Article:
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FEATURE - How Did Mary’s Garden Grow?

Life can be like a garden - we hope for fertile soil and clement weather to grow and bloom, but sometimes the earth is scorched or over-saturated, weeds appear, and it takes perseverance and adaptability to survive…

by Gay Liddington

Memoirist and biographer, Mary Garden, published her first book The Serpent Rising after her experience of living in a cult in India. I posed the question of why people might become involved with such groups?

“Born in the early 1950s, I grew up in a dysfunctional family in New Zealand. My mother, a nurse, was a slave to Dad and his controlling ways and became depressed.”

In her twenties, Mary struggled through university until her own depression caused her to drop out. She went to Auckland and worked as a teacher.

“My depression deepened, but I had no concept of what was happening and didn’t talk about it. At 21, on an impulse, I checked out a yoga ashram in the suburbs.

“I was looking for community, for the family I never had, a place where I felt safe and the ashram ticked all the boxes. In the beginning, it was life changing, but still I searched for answers.”

Seeking solace from her turbulent inner world, Mary travelled to India where she stayed for much of seven years.

“I spent most of the time in the Himalayas with this cult guru. I was lucky to come back alive. On my return to Australia, I arrived in Brisbane.”

A Chinese proverb says, ‘a child’s life is like a piece of paper on which every person leaves a mark’. Mary’s marks were deeply imprinted and the childhood that had catapulted her into a cult remained unresolved.

“Dad was an aviator and in 1930, with only 39 flying hours behind him, he flew his Gipsy Moth from London’s Croydon aerodrome. Eighteen days later, he landed at Wyndham, Western Australia, his flight the third fastest after the veteran aviators. The press dubbed him ‘Sundowner of the Skies’ which became the title of my second book released in 2019.

“When Dad retired from aviation in New Zealand, he became a tomato grower. I hardly had anything to do with him because when he came in from work, we all had to be quiet. He was like an invisible figure.

“For much of my childhood, my younger sister, Anna, and I lived outside in an old army hut. Later in life, I wondered why my parents had placed us so far away from the main house.

“I was about seven when I took on a parenting role for Anna, who showed clear signs of mental illness, but my parents didn’t get her any help. I was embarrassed about my sister who used to erupt into rages and attack me. However, I escaped into books and work.

“Mum and I laboured for Dad as he would sack his workers or they would leave. Whilst at primary school and later, I worked weekends packing tomatoes, weeding, lawn mowing and helping Mum.”

After Mary’s experiences in India, Brisbane offered a safe place where she married, had two children and wrote The Serpent Rising published in 1988. After a time, Mary didn’t cope well with city life and in ’89 with two children in tow, she moved to Maleny.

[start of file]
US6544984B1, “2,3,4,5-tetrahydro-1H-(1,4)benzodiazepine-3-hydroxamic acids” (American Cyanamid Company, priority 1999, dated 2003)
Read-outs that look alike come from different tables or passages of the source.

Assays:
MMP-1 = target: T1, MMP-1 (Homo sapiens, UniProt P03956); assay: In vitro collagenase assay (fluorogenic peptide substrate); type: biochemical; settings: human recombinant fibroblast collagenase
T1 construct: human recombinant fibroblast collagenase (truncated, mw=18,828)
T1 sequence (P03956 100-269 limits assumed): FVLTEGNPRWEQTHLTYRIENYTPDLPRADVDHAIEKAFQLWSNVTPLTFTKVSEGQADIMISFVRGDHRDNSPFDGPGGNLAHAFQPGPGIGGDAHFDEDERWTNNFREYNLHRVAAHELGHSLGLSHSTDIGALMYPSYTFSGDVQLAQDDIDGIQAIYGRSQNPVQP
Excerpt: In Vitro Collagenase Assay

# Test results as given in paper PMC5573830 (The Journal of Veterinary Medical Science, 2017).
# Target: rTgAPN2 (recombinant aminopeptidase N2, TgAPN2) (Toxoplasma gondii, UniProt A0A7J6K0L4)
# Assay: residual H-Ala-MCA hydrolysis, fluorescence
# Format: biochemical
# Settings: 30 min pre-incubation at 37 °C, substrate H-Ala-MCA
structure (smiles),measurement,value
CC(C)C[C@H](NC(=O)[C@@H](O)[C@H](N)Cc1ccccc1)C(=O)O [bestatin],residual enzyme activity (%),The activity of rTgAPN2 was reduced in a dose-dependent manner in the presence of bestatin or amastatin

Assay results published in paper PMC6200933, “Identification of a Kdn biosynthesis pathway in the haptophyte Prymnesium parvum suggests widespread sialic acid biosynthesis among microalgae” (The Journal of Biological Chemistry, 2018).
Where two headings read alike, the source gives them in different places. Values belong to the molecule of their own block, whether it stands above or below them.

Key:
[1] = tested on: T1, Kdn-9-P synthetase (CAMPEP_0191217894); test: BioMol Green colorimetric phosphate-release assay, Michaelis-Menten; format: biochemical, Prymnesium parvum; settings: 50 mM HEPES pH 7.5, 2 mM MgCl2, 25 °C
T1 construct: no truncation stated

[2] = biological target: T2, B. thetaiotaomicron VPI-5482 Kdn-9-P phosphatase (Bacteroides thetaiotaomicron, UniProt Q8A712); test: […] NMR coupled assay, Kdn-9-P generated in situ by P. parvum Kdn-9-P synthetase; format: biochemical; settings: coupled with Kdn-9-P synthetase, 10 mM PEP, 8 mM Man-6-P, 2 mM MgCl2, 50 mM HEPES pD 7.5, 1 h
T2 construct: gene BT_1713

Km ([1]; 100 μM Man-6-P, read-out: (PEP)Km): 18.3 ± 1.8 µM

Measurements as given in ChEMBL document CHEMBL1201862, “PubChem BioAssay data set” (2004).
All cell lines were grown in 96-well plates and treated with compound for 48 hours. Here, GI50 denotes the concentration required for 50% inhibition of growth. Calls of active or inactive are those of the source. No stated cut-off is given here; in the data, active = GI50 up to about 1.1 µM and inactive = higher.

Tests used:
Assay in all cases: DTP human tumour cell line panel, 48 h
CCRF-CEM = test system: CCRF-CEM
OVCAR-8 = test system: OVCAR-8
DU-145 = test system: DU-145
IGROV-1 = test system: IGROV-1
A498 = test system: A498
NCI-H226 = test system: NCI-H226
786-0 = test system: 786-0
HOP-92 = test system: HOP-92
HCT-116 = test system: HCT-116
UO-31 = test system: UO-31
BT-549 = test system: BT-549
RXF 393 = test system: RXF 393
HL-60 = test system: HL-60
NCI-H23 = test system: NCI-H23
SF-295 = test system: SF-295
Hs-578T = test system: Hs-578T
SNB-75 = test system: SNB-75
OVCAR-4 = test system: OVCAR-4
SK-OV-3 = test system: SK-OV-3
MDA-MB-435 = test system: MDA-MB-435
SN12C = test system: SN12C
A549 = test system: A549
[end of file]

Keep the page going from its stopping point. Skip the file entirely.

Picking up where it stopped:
“On that first morning waking up in our rental house in Witta, I looked at the cows and paddocks and thought I was in heaven. I joined Black Possum Publishing Cooperative set up by author Jill Morris, creating community anthologies.

“After my marriage ended, I bought a place in Crystal Waters, being an alternative community, still seeking that sense of family which had sent me to India.”

At this point, I asked Mary about her latest book, My Father’s Suitcase.

“In January 2023, I felt compelled to write about my sister. The words just poured out. About this time, Prince Harry’s book Spare was released. I read it and thought, this is my story too. It’s not about sibling rivalry, it’s sibling abuse.

“We were born into the trauma and baggage of my mother and father. My mother hauled her suitcase of sadness around, but we were most impacted by my father’s emotional baggage. My Father’s Suitcase, a title suggested by writer Carmel Bird, is a metaphor for baggage.

“Two major threads in my book are sibling abuse and mental illness because my sister suffered from Schizoid Affective Disorder. During my book tour, I’ll be doing library events for mental health.”

I asked if writing this latest book has helped free herself from the baggage?

“I’d done a lot of therapy around my sister (who has since died) before I started this book but writing a memoir helps heal, takes away shame and you start to see things that you’ve missed or that you haven’t understood, so the writing is this extraordinary process of gaining clarity. Through the writing, I became quite compassionate towards my sister.

“This book is like a reckoning. While I’m giving a voice to silent sufferers of sibling abuse, the main roar is standing up to all those people who are bystanders, those who support the perpetrators, like those who excused my sister.

“Memoirs make people feel less alone.”



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